[Twisted-Python] Proposed Website Comp
glyph at twistedmatrix.com
Sat Aug 24 18:13:02 EDT 2002
On Sat, 24 Aug 2002 12:29:17 -0400, "Mark A. Richman" <mark at markrichman.com> wrote:
> Please let me know what you think.
Thanks for your contribution. Before I get into any critique I really want to
stress that we need the aid of Real Designers (using Real Designer tools like
Fireworks and Dreamweaver)... AND our website is in need of some design help in
order to get a flashier, more marketing-licious appearance for the stuff that
executives are going to read. Also that I'm glad you contributed something and
I hope you're going to keep working on it :).
However, the site you submitted represents almost everything I hate about
"modern" web design. Aesthetically, it's not too unappealing (I like bright
primary colors, I like grid backgrounds, and I like the sorts of sans-serif
fonts you've chosen for screen reading.) Technically, the design has all kinds
of problems, though.
* You're using antialiased text images rather than fonts. If I really want my
fonts antialiased that badly, I'd use MacOS X, or Windows XP, or configure
xft to do it in my browser. You make the site immediately unusable to
text-mode and sight-impaired browsers by doing this. Keep in mind that
Twisted's first major application was for a radio station for the
masthead is just as large (or larger, depending on font sizes) than the
browser without a bug-for-bug compatibility with IE or Mozilla, rendering the
menu text unusable in a wide variety of browsers. Twisted is popular with
open-source developers who will quite often use alternative browsers in order
to either test their apps or because they're simply rebellious :)
* You're using tables for all formatting, rather than CSS. This is a notorious
error that most experienced web designers seem to shudder at. I guess this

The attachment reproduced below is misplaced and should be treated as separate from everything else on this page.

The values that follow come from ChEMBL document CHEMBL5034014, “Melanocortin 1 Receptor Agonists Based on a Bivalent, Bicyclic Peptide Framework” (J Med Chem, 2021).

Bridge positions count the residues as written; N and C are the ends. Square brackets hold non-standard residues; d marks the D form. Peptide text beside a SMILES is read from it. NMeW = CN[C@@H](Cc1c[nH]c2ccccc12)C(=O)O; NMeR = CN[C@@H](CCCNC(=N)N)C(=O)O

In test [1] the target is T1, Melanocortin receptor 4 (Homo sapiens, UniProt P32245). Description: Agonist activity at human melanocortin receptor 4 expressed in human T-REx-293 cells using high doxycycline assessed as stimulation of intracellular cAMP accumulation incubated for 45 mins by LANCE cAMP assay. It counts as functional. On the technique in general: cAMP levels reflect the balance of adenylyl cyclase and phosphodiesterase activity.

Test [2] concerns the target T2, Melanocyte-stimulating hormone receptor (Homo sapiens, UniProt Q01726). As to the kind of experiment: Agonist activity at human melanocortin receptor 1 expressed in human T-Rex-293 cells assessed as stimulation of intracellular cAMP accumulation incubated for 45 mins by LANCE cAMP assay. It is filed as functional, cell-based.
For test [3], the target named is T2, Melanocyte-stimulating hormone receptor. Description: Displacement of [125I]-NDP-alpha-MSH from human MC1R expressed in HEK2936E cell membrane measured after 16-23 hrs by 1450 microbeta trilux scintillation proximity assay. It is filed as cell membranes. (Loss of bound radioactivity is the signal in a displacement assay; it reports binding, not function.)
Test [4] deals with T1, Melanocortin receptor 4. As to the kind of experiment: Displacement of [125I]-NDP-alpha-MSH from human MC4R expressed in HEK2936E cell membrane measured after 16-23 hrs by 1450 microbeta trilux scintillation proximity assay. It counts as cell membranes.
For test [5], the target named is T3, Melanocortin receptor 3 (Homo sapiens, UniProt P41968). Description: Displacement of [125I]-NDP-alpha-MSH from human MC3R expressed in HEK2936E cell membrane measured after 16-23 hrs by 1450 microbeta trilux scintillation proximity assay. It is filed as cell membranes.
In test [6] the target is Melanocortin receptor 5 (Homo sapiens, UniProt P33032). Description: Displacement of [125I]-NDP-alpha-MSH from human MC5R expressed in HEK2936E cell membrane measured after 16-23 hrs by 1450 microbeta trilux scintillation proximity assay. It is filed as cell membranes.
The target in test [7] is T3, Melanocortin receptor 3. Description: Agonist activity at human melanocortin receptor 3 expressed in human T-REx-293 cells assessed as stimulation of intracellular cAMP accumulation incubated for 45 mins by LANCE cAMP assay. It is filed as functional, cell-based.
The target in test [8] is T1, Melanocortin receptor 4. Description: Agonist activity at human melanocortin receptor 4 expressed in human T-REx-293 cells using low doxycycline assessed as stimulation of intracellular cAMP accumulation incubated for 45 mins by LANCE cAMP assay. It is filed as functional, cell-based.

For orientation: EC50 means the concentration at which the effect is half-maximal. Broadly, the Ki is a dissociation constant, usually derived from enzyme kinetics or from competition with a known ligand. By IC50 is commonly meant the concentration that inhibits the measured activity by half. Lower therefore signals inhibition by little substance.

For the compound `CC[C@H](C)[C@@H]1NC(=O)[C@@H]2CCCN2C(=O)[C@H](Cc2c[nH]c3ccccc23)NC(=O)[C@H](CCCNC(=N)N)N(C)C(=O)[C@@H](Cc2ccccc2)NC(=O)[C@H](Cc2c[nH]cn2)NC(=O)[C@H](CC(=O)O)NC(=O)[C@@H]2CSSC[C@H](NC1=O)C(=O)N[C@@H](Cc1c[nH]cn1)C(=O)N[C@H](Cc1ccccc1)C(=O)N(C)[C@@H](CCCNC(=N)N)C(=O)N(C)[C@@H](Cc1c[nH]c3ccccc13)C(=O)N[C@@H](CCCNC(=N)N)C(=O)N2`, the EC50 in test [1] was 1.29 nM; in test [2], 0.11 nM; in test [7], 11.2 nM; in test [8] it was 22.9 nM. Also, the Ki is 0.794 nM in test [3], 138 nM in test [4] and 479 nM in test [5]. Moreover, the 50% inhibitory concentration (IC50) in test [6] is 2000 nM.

is the way that Macromedia's product will do the site by default -- CSS will
be ignored by older and alternative browsers, but tables will often simply be
rendered incorrectly by them.
* Your images (thanks to table-based formatting) are split up into ridiculously
small chunks. This will make the site unpleasant to version-control because
every design change will come with 12 new images and 8 old ones deleted.
* The page is highly unfriendly to indexing. With no text, lots of
autogenerated filenames, split images, and no keywords, there's no way Google
is going to find anything of value here.
I could go on, but I think you're getting the gist here.
In other words, Twisted's whole raison d'etre is *integration*, which relies
upon adherence not only to the letter but the spirit of protocol definitions
and file formats. Yes, it's possible to get browsers to do some neat tricks
it's possible to get human-readble text formatted by constructing giant tables
with one pixel per row. Nevertheless, this greatly reduces the utility of the
website to anyone who is not using *exactly* the platform that you are using to
view it, and that "platform" is up to and including "the human eye". Many
non-humans (googlebot, dmoz, various link checkers) will want to read the site,
as well as some people who cannot see, or cannot see well.
So use technologies like CSS and XML and Python and even XSLT or whatever to
make the site as appealing as possible, but keep the presentation separate from
the content of the site. That content includes navigational elements as well
as text -- that's the whole point of "hypertext", after all. PageRank would
not work with gopher or ftp :)
| <`'> | Glyph Lefkowitz: Travelling Sorcerer |
| < _/ > | Lead Developer, the Twisted project |
| < ___/ > | http://www.twistedmatrix.com |
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